Friday, December 10, 2010
When using Telerik Rad Controls for asp.net you may encounter assembly reference exceptions when using a more recent version of RadControls against a website compiled using an older version of Rad Controls. Traditionally to resolve this problem one would download the latest Rad Controls and re-compile the project and publish this to the live environment.
posted on Friday, December 10, 2010 1:45:46 PM (South Africa Standard Time, UTC+02:00)  #    Trackback
 Wednesday, October 6, 2010
I ran into a small problem in Silverlight today where I was quering a static list via linq and populating another custom list with the result. When I proceeded to modify the values of the second list, the first list's values changed as well. This is when I realised my mistake. LinQ never returns a copy/clone of a queried list, it returns the pointer/reference to the list.
posted on Wednesday, October 6, 2010 7:41:41 PM (South Africa Standard Time, UTC+02:00)  #    Trackback
 Monday, August 16, 2010
The VS 2010 Profiler allows you to analyse your running application to identify code-performance bottlenecks and correct them. The Profiler also gives a good overview on how efficient an application is. Lets take a look further...
posted on Monday, August 16, 2010 8:47:01 PM (South Africa Standard Time, UTC+02:00)  #    Trackback
 Monday, April 26, 2010
We recently migrated a clients domain from domainA.com to domainB.com. If you are familiar with search engines and indexing, migrated domains that do not have proper 301 redirects pointing from the old domain to the new will cause the new domain to miss a lot of search engine traffic. The new domain will in fact have to start all over again and get re-indexed by search engines which can take months. How do you implement a global HTTP 301 redirect? In ASP.NET, it requires editing the global.asax's application_beginrequest event...
posted on Monday, April 26, 2010 7:26:24 PM (South Africa Standard Time, UTC+02:00)  #    Trackback
 Monday, April 19, 2010
HTTP Compression: HTTP compression is a capability that is built into web servers and web browsers to make better use of available bandwidth, and provide faster transmission speeds between both. HTTP data is compressed before it is sent from the server: compliant browsers will announce what methods are supported to the server before downloading the correct format; unsupported browsers will download uncompressed data so enabling HTTP compression does not prevent older browsers from viewing the Html content.
posted on Monday, April 19, 2010 1:05:00 AM (South Africa Standard Time, UTC+02:00)  #    Trackback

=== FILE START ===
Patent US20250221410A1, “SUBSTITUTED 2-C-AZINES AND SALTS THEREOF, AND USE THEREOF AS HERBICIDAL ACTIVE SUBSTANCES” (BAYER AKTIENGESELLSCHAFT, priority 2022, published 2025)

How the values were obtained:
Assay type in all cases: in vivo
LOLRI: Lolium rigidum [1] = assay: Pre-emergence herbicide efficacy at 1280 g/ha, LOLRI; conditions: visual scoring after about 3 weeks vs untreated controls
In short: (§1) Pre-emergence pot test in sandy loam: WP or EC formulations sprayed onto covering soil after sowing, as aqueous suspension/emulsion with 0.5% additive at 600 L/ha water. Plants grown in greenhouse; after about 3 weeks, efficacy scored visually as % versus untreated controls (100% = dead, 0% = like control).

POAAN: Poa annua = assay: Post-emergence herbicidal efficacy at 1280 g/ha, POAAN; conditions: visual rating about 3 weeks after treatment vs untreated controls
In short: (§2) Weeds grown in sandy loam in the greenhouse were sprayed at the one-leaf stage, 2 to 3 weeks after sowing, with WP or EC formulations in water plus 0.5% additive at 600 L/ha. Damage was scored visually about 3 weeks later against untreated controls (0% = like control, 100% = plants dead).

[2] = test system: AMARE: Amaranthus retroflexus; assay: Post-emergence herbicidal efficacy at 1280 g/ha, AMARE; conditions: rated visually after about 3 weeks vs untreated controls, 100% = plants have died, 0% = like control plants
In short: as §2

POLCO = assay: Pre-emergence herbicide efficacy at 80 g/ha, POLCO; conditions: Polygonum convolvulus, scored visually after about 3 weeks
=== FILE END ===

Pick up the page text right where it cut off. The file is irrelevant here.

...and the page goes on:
Thursday, February 11, 2010
My client required a google product feed representing their store products, so I decided to make use of Linq-to-Xml to generate the Xml markup and Linq-to-Objects to retrieve my product data. Initially I had my doubts about using Linq, however, since seeing how efficient and clean the code was compared to using XPath, I'm now a believer ;) Here is the code. Copy and paste this into a Test.aspx page.
posted on Thursday, February 11, 2010 5:33:28 PM (South Africa Standard Time, UTC+02:00)  #    Trackback
 Friday, October 23, 2009
Okay, assuming your website is up and you launch your webpage, you're likely to get a server 500 error. If you're running Vista you will be provided with more details of the 500 error, however, if you're running 2008 Server then there is a distinct possibility you will receive no further information. Note: this method will not make use of II7 integration mode, instead it will be running your website under IIS6 compatibility mode for IIS7. Step 1: II7 doesnt support the the traditional web.config file. You have to convert it. Here is how. Open a new console window. c:\windows\system32\inetsrv\appcmd.exe migrate config "website/virtual-directory"
posted on Friday, October 23, 2009 2:35:20 PM (South Africa Standard Time, UTC+02:00)  #    Trackback
 Friday, August 7, 2009
I ran into a problem today when writing an output file which kept containing the prefix FFFE when viewed in a hexadecimal editor. This prefix was in my source file and attempts to remove it with String.Replace where fruitless. The FFFE prefix was only visible in a file and not within the Visual Studio debugging environment. So I started investigating. Unicode contains a byte order mark (BOM) prefix which defines the byte order of your unicode file. FFFE = Little Endian FEFF = Big Endian
posted on Friday, August 7, 2009 5:35:46 PM (South Africa Standard Time, UTC+02:00)  #    Trackback